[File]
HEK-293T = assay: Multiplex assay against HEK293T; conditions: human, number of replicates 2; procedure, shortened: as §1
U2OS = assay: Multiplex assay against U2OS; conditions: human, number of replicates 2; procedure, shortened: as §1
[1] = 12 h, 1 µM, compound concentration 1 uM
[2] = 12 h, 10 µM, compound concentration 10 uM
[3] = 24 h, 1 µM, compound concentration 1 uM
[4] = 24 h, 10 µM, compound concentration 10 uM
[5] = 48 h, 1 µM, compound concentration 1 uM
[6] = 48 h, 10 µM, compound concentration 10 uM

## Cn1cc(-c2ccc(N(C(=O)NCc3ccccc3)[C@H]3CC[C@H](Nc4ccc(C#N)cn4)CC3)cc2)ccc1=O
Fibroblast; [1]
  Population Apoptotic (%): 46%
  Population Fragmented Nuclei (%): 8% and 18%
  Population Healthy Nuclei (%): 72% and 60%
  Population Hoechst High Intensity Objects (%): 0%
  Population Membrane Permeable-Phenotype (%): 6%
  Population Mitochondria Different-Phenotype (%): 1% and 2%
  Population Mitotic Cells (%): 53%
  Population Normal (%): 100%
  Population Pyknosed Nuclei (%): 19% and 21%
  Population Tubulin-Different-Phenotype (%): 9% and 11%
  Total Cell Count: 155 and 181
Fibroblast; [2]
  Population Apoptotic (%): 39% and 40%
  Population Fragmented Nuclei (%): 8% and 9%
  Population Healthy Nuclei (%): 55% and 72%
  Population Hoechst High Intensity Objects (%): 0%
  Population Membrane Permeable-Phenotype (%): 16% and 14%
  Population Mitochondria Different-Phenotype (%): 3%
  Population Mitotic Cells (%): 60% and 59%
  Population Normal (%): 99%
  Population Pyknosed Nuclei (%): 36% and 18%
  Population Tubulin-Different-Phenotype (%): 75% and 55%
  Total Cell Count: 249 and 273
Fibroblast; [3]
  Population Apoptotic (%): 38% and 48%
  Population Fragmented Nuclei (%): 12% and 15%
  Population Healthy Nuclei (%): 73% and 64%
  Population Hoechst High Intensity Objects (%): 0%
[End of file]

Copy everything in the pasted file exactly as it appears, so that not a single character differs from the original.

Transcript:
HEK-293T = assay: Multiplex assay against HEK293T; conditions: human, number of replicates 2; procedure, shortened: as §1
U2OS = assay: Multiplex assay against U2OS; conditions: human, number of replicates 2; procedure, shortened: as §1
[1] = 12 h, 1 µM, compound concentration 1 uM
[2] = 12 h, 10 µM, compound concentration 10 uM
[3] = 24 h, 1 µM, compound concentration 1 uM
[4] = 24 h, 10 µM, compound concentration 10 uM
[5] = 48 h, 1 µM, compound concentration 1 uM
[6] = 48 h, 10 µM, compound concentration 10 uM

## Cn1cc(-c2ccc(N(C(=O)NCc3ccccc3)[C@H]3CC[C@H](Nc4ccc(C#N)cn4)CC3)cc2)ccc1=O
Fibroblast; [1]
  Population Apoptotic (%): 46%
  Population Fragmented Nuclei (%): 8% and 18%
  Population Healthy Nuclei (%): 72% and 60%
  Population Hoechst High Intensity Objects (%): 0%
  Population Membrane Permeable-Phenotype (%): 6%
  Population Mitochondria Different-Phenotype (%): 1% and 2%
  Population Mitotic Cells (%): 53%
  Population Normal (%): 100%
  Population Pyknosed Nuclei (%): 19% and 21%
  Population Tubulin-Different-Phenotype (%): 9% and 11%
  Total Cell Count: 155 and 181
Fibroblast; [2]
  Population Apoptotic (%): 39% and 40%
  Population Fragmented Nuclei (%): 8% and 9%
  Population Healthy Nuclei (%): 55% and 72%
  Population Hoechst High Intensity Objects (%): 0%
  Population Membrane Permeable-Phenotype (%): 16% and 14%
  Population Mitochondria Different-Phenotype (%): 3%
  Population Mitotic Cells (%): 60% and 59%
  Population Normal (%): 99%
  Population Pyknosed Nuclei (%): 36% and 18%
  Population Tubulin-Different-Phenotype (%): 75% and 55%
  Total Cell Count: 249 and 273
Fibroblast; [3]
  Population Apoptotic (%): 38% and 48%
  Population Fragmented Nuclei (%): 12% and 15%
  Population Healthy Nuclei (%): 73% and 64%
  Population Hoechst High Intensity Objects (%): 0%